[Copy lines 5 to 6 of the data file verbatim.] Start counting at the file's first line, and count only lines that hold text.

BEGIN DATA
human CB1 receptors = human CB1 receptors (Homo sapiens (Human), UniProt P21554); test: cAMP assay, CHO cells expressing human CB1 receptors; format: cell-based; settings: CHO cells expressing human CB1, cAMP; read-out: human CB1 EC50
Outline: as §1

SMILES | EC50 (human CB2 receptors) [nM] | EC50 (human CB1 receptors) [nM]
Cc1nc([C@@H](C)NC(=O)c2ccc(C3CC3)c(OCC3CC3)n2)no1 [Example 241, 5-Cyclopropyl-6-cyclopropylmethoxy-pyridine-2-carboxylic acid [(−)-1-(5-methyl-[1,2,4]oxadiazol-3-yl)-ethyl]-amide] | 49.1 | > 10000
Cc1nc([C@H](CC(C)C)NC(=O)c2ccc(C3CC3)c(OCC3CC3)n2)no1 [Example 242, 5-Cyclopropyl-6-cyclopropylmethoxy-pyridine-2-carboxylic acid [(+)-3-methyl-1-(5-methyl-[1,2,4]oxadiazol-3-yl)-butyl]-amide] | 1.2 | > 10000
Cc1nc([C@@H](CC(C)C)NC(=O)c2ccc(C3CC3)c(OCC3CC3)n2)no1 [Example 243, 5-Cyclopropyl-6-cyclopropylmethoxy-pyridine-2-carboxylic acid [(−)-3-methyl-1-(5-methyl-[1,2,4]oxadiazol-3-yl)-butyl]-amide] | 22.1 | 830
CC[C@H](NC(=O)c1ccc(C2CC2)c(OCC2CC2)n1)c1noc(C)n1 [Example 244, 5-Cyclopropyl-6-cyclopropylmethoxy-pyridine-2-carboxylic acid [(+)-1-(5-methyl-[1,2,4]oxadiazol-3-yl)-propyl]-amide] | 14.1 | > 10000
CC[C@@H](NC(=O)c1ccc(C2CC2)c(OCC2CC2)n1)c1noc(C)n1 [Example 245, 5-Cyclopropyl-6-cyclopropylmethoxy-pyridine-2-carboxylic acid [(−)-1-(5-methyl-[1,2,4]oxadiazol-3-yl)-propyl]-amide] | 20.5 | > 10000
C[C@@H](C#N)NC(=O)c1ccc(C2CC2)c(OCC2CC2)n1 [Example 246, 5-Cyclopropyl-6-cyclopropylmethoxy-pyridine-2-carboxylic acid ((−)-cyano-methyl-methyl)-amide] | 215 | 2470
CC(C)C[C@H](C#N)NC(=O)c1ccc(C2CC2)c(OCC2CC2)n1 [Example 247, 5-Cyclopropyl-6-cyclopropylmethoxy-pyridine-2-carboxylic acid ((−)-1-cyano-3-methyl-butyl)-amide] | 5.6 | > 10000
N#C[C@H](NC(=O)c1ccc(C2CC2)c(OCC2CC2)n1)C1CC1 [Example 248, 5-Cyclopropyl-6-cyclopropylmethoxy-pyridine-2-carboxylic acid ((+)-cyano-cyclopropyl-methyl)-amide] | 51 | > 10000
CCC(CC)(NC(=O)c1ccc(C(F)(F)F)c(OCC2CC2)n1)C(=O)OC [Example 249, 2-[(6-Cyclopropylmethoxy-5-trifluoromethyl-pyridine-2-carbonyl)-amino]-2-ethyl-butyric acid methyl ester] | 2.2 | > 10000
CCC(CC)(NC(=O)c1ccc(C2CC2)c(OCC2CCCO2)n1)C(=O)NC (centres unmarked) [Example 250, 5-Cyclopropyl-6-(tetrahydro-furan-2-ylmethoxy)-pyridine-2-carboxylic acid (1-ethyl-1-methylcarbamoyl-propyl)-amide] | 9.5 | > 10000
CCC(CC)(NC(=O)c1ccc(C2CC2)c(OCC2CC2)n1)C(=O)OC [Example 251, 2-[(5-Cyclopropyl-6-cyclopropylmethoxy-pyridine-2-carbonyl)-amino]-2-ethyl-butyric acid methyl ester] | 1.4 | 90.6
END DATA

Cc1nc([C@H](CC(C)C)NC(=O)c2ccc(C3CC3)c(OCC3CC3)n2)no1 [Example 242, 5-Cyclopropyl-6-cyclopropylmethoxy-pyridine-2-carboxylic acid [(+)-3-methyl-1-(5-methyl-[1,2,4]oxadiazol-3-yl)-butyl]-amide] | 1.2 | > 10000
Cc1nc([C@@H](CC(C)C)NC(=O)c2ccc(C3CC3)c(OCC3CC3)n2)no1 [Example 243, 5-Cyclopropyl-6-cyclopropylmethoxy-pyridine-2-carboxylic acid [(−)-3-methyl-1-(5-methyl-[1,2,4]oxadiazol-3-yl)-butyl]-amide] | 22.1 | 830